The Super Bowl is less than a week away, and all the previews and angles to the four quarter game have been looked at and analyzed. The Tampa Bay Buccaneers are back in the Super Bowl, but this time things are different from 2002. They are now led by a potent offense and arguably the greatest quarterback to play the game. Likewise, the defense isn’t historically great like the one in 2002 but is aggressive and talented. With the Bucs being the underdogs, let’s look at five things they should do to win the Super Bowl.

1) Pressure Mahomes off the edge.

The Chiefs have one of the best offensive lines in the game and generally give Mahomes a clean pocket. Unfortunately for Kansas City, starting left tackle, Eric Fisher tore his Achilles in the AFC Championship Game. Tampa Bay will have to win on the edge the same way they were able to against Green Bay. It is pivotal to their success in this game that Mahomes has a tough day in the pocket. Many would say that it isn’t a big deal for the Chiefs, considering Mahomes can scramble and make plays outside of the pocket. However, the Bucs can get to Mahomes if they win off the edge with the athletic bookends they possess.

2) Find Matchups Downfield Against the Chiefs Secondary

This is where the Bucs can truly expose the Chiefs defensively. Similar to their victory against the Packers, Tampa Bay will have to find their ideal cornerback to pick on. The receiving options for Tom Brady go without saying, but the important elements of this game are finding that corner, whether it be Brashaud Breeland or Rashad Fenton, to cover one of the options without safety help. We can expect the Bucs to find a receiver isolated in this game and look to see if Rob Gronkowski can get open down the seams if they run two vertical receivers.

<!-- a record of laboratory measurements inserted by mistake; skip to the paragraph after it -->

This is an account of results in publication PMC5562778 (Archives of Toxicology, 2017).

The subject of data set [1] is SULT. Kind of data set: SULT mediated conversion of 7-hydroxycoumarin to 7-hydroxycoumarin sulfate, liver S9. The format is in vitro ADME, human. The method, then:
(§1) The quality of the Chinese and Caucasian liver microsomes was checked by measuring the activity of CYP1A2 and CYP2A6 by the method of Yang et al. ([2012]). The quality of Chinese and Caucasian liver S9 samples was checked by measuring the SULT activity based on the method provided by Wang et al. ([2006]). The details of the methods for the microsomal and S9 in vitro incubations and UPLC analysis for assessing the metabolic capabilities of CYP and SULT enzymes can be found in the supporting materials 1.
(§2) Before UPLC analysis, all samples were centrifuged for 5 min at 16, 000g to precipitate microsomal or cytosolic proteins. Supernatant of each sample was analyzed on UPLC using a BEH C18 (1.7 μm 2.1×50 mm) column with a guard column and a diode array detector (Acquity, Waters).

3) Force Hill to Run Underneath Routes

Nov 29, 2020; Tampa, Florida, USA; Kansas City Chiefs wide receiver Tyreek Hill (10) runs the ball against Tampa Bay Buccaneers strong safety Antoine Winfield Jr. (31) and inside linebacker Lavonte David (54) during the first half at Raymond James Stadium. Mandatory Credit: Kim Klement-USA TODAY Sports

It’s known that the Chiefs can beat any team in many different ways. The last time these two teams played, we saw Tyreek Hill continuously burn the Bucs secondary deep. There are two things the Bucs can learn from how Hill beat them. The first thing is not to press cover Hill, we know Carlton Davis is a great press corner but was vulnerable to Hill’s speed, so this game will have to give him that cushion. The second thing for Tampa is to play an extra defensive back deep compared to the 2-deep coverage the Bucs like to run. The bottom line is that the Bucs can’t allow the big play in this game. Settle for Hill winning underneath but don’t allow him to have that big catch downfield.

4) Establish Long, Methodical Drives

It’s almost a cliché at this point that if you want to beat the Chiefs, you need to keep them off the field. In fact, the last team to beat Mahomes and the Chiefs in the playoffs was Tom Brady and the Patriots, and they did so by keeping Mahomes off the field. Tampa Bay needs to keep up with Kansas City but will need to establish long drives in this game. We can expect the Bucs to run downhill throughout this game and look for open targets but most importantly, will need to find the end zone and not settle for field goals. In the Conference Championship games, we saw the importance of capitalizing in the red zone, and the Super Bowl only makes this more important.

5). Allow Brady to Step Up in the Pocket

The Chiefs strength in the trenches is pressuring off the edge while the Bucs strength on their offensive line is at tackle. This will force the Chiefs to find Chris Jones in either the A gap or the B gap to generate a pass rush and get to Tom Brady. The important element of protection for Tampa Bay will be in those gaps. Brady will need a clean pocket but more importantly, will need to be able to step up in the pocket. The Bucs offense will constantly be able to pick apart the Chiefs downfield if Brady can step into his throws and has a clear view in front of him.

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